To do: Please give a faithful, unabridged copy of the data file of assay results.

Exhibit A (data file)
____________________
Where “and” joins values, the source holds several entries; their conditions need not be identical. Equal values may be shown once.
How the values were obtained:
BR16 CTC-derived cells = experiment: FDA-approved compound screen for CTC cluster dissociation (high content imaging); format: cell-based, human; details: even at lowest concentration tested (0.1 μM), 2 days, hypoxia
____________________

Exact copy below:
Where “and” joins values, the source holds several entries; their conditions need not be identical. Equal values may be shown once.
How the values were obtained:
BR16 CTC-derived cells = experiment: FDA-approved compound screen for CTC cluster dissociation (high content imaging); format: cell-based, human; details: even at lowest concentration tested (0.1 μM), 2 days, hypoxia